A business bank account allows checks to be made out to the business – which is more professional than asking customers to make out checks to your name. Your customers can also pay with credit cards, and employees can handle banking tasks on behalf of the business.
4. Credit options
Some banks provide an option for a line of credit that you can use in an emergency. Many also offer business credit cards that you can use to start building a credit history for your fledgling business.
4 types of business bank accounts to consider
As with personal banking, there are several types of business bank accounts. Depending on your needs, you'll likely need to open more than one account.
Here are the four common types of business bank accounts:
Checking account: A business checking account is a great choice for managing payroll, expenses and other basic financial tasks that keep your business running.
Savings account: In addition to a checking account, you'll likely need a business savings account to hold your earnings.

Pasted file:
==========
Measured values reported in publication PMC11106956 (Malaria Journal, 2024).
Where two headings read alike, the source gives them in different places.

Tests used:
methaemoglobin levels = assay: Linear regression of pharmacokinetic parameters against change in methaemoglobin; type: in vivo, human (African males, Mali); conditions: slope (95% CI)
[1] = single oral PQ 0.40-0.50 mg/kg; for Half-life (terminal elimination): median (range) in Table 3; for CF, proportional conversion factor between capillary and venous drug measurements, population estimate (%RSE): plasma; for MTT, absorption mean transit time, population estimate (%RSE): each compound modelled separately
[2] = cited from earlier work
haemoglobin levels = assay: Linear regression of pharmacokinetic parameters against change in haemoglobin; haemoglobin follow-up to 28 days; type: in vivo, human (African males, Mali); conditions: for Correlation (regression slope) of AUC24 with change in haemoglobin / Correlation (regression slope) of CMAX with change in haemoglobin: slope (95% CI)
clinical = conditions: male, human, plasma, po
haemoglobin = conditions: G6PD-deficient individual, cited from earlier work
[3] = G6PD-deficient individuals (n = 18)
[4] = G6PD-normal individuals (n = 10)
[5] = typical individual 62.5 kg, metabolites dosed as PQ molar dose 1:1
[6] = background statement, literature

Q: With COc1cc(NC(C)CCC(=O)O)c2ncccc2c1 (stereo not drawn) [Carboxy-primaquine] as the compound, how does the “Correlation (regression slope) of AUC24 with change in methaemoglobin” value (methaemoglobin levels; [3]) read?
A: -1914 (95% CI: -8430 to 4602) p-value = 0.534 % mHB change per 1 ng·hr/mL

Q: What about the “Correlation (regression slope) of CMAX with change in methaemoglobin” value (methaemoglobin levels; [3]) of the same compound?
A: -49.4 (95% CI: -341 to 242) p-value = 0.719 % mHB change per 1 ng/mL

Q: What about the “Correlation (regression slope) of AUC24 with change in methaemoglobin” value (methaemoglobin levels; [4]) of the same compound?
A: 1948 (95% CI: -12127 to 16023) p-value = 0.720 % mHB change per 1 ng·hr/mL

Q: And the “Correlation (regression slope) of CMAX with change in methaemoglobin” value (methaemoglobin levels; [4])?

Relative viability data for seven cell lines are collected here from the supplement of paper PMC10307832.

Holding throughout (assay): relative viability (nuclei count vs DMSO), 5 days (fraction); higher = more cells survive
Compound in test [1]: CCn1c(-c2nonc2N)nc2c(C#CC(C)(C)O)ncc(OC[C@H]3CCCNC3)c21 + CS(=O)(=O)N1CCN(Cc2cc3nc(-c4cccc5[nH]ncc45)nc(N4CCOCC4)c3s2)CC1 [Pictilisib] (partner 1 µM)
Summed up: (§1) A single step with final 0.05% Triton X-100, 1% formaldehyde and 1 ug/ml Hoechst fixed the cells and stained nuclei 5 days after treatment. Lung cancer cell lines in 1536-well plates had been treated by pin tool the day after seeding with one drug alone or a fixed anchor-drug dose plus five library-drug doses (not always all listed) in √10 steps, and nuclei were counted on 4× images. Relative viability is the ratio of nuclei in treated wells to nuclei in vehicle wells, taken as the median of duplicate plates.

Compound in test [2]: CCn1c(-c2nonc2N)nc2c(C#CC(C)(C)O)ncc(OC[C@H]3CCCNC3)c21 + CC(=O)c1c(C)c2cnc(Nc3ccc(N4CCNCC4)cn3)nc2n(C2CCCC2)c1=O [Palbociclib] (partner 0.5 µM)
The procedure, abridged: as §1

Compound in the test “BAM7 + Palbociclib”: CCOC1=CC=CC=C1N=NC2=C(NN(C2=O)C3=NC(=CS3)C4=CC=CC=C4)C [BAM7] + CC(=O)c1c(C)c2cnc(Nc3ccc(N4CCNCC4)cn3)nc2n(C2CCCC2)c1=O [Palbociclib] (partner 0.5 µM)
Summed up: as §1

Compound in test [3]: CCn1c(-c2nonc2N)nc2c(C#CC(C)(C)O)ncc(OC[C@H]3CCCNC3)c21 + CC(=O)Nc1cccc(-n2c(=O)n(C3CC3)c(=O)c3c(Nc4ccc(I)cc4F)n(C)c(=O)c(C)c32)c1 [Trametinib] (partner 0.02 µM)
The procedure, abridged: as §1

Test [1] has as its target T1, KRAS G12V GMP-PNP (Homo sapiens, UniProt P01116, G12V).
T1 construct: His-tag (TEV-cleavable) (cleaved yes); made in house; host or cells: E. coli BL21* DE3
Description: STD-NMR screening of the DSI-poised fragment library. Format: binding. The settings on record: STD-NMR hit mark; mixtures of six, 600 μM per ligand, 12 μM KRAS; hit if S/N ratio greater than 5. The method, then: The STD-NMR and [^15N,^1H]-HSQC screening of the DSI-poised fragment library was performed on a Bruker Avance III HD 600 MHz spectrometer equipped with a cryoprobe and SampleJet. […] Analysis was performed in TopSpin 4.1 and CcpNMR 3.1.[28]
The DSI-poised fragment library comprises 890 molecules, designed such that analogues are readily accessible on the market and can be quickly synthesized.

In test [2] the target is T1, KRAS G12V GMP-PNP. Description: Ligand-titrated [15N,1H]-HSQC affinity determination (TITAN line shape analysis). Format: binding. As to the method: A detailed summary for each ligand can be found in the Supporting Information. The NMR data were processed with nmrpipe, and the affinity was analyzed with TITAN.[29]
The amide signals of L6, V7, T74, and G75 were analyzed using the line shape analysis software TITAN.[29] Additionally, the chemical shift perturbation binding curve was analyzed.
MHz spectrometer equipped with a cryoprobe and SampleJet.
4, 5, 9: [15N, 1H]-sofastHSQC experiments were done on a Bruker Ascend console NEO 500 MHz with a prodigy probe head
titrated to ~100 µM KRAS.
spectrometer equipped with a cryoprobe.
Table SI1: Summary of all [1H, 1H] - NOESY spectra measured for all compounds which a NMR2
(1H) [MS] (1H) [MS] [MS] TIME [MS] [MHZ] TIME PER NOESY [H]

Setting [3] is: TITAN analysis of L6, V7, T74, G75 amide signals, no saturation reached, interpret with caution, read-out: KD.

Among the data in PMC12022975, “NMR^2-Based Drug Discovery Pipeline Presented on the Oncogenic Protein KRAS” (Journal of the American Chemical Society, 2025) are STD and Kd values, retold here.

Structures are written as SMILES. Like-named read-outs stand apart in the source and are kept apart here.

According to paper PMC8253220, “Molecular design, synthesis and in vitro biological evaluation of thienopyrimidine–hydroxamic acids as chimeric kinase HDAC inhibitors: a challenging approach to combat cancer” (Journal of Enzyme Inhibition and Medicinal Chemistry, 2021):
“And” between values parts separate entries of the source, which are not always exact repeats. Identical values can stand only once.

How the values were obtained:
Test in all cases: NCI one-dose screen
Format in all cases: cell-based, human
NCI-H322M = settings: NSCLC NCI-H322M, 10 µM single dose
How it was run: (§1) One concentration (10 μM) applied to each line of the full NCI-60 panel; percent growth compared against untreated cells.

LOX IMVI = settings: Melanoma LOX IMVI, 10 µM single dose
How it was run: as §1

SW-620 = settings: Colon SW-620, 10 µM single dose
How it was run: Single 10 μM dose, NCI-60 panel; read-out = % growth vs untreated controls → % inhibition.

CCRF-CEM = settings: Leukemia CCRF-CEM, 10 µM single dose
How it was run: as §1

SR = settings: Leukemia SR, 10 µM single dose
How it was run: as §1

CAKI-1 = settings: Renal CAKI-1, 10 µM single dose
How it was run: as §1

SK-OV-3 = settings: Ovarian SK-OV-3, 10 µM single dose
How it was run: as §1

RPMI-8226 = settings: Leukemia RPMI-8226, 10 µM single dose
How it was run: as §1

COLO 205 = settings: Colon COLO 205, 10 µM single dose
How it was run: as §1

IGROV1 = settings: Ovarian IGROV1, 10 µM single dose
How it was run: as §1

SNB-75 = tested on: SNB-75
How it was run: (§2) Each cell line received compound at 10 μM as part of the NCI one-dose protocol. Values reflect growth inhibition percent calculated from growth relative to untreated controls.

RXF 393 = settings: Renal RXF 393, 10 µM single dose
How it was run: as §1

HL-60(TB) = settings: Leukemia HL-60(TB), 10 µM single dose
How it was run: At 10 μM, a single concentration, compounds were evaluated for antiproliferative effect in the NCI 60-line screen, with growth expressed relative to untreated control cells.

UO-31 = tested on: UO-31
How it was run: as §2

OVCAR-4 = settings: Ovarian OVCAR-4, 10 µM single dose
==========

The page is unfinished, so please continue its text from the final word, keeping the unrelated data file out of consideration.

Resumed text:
Merchant account: If you plan to accept credit and debit card payments, check with your bank to see if you can set up a merchant account. "Depending on whom you bank with, some banks offer merchant services as well," said Julia Spahiu, founder and CFO of Edi and Sienna Group. "I suggest to all my clients [that they] shop around before settling for one particular account, and renegotiate your rate at least once a year."
Credit card account: You can use a business credit card for emergencies or miscellaneous items for your business. The chief benefit of a credit card for the owners of startups or if one has bad credit is that it can help build or improve your business credit score.
Things to consider when choosing a bank for your business account
Business owners have many banking options, and every bank offers something a little different. Take your time perusing the various options until you find the right bank for your business.